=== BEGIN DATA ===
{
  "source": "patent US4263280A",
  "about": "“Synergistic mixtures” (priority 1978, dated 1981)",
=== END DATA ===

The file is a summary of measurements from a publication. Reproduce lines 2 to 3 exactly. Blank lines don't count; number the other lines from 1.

  "source": "patent US4263280A",
  "about": "“Synergistic mixtures” (priority 1978, dated 1981)",